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Search Aspect (Calverley Cutting )
Location - Leeds & District

Calverley Cutting (Calverley)
Black & White imageUndated Calverley Cutting is a road which was cut through sandstone rock to replace the old packhorse way in the 1850s. It was part of a scheme to develop the area for luxury residential which proved unsuccessful. A quote from 1857 describes Calverley Cutting as follows, 'although the new road might be shorter it was so steep that it was almost impossible for a weakly person to ascend it, whereas the old road by winding round the hill was pleasanter to travel and had some of the finest prospects in Yorkshire'. Calverley Cutting went from Carr Road to Apperley Bridge.
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Calverley Cutting (Calverley)
Black & White imageUndated Image shows Calverley Cutting, a straight road blasted through the sandstone of Calverley Woods in the 1850s. It was part of a grandiose scheme to develop the woods for high class residential housing. At the time it was built the new road was not as favourable to the local population as the old meandering packhorse route it replaced. Although shorter, it was considerably steeper. Calverley Cutting ran from Carr Road through the woods to Apperley Bridge. The residential development of the area was never to be fully realized.
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Calverley Cutting, from Apperley Bridge (Calverley)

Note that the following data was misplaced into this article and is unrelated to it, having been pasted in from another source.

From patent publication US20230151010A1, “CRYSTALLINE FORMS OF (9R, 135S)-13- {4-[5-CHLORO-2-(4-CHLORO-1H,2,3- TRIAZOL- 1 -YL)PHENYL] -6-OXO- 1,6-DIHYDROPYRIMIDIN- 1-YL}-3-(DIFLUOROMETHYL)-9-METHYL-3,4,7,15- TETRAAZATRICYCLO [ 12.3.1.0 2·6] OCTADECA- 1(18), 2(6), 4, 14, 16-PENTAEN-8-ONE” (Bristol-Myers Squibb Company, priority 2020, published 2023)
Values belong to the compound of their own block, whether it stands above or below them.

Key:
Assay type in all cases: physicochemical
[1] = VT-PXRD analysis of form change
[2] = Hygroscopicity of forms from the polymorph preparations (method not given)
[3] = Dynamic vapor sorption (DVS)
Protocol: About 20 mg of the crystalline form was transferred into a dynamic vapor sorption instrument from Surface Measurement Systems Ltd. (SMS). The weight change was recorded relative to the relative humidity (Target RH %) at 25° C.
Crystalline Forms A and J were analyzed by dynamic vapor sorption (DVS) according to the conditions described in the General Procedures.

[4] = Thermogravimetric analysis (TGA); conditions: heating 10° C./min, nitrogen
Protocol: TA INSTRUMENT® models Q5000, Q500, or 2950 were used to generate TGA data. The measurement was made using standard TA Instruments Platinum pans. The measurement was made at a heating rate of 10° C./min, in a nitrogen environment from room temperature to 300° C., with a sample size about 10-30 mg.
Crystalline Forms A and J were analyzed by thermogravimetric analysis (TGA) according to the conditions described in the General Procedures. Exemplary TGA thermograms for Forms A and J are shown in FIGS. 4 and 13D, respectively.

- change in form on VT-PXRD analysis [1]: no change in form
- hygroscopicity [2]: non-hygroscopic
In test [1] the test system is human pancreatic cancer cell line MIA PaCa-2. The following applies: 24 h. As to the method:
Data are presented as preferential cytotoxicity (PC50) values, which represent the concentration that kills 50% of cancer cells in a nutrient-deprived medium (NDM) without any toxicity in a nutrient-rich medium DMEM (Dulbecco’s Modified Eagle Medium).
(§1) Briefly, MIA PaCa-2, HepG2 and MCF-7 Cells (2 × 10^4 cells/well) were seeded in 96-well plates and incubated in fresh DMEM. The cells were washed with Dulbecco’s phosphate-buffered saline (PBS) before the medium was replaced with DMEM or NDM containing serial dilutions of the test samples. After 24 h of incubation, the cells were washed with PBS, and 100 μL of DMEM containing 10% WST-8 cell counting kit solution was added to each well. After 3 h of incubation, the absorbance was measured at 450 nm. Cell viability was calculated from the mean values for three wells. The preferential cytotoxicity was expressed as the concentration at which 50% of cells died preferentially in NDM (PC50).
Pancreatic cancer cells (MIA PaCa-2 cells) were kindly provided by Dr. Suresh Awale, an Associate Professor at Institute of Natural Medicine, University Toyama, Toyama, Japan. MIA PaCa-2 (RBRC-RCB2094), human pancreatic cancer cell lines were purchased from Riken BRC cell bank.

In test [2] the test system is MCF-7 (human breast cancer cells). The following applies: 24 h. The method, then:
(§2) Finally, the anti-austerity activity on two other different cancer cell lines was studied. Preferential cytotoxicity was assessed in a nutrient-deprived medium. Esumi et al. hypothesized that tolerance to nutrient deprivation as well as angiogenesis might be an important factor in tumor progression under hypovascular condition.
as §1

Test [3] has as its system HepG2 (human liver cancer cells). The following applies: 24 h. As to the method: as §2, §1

Black & White imageUndated. View of Calverley Cutting leading up into Calverley Wood (left) and West Wood (right), seen from Apperley Bridge with Harrogate Road bending off to the right. The old stone property, left, is Waterloo House and Brook House is glimpsed through the trees, right of centre. The photo was taken prior to the building of Harrogate Road Bridge, which would be sited to the left from roughly where the gas lamp is. The photographer would have been standing in front of the George and Dragon beside which was the old stone bridge which had previously carried the Bradford/Harrogate traffic.
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Calverley Cutting, top, from a watercolour by Fred Swaine (Calverley)
Black & White imageUndated, Watercolour by local artist Fred Swaine (1858-1942) showing the top of Calverley Cutting. The cutting, carved through solid rock, was designed to replace the old packhorse track that winded its way through the wood between Calverley and Apperley Bridge, parts of which can still be seen today. The Thornhill family had developed a grandiose scheme to build large, private villas in the wood so in 1856 Calverley Cutting was constructed. Local people objected to the loss of the old route and complained about the steepness of the cutting as it dropped down into the valley. The housing scheme in the wood, however, failed and was never completed. Copyright Fred Swaine.
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Calverley Cutting, Underwood Cottage, from a watercolour by Fred Swaine (Calverley)
Colour imageUndated. This watercolour by Fred Swaine depicts Underwood Cottage off Calverley Cutting near Apperley Bridge. It is located at a narrow point where the River Aire and the Leeds & Liverpool Canal come close together. The second building along, then a barn, has recently been converted into a dwelling. The view looks from the direction of Calverley Cutting towards the canal in the background with buildings of Shaw House Farm beyond. Copyright Fred Swaine.
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